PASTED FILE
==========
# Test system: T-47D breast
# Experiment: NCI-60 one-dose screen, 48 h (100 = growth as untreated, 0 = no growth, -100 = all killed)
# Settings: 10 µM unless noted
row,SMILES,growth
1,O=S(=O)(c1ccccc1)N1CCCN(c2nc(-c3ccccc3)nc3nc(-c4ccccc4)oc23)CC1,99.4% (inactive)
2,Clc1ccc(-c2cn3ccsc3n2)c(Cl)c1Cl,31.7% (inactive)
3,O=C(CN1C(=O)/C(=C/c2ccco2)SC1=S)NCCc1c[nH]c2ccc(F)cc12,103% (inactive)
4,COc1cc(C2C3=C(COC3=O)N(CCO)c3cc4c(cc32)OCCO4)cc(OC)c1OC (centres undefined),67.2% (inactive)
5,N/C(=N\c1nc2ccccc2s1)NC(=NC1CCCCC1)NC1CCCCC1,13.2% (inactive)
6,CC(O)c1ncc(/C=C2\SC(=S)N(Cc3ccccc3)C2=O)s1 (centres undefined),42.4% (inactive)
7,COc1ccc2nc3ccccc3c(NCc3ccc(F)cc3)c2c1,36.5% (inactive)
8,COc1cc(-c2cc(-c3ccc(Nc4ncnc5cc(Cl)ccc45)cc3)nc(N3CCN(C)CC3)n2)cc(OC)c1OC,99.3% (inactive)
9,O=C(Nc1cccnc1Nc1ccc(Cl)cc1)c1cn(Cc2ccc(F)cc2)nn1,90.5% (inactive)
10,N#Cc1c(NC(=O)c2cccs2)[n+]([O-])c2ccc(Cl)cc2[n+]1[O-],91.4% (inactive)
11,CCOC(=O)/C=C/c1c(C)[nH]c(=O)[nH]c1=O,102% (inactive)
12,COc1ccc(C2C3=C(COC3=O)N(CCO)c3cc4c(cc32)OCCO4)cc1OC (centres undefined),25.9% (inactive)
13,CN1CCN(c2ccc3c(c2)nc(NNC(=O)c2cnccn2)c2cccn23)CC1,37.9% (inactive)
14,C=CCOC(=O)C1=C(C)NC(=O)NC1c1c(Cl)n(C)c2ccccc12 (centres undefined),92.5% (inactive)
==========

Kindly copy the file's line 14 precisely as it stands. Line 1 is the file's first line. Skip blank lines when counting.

10,N#Cc1c(NC(=O)c2cccs2)[n+]([O-])c2ccc(Cl)cc2[n+]1[O-],91.4% (inactive)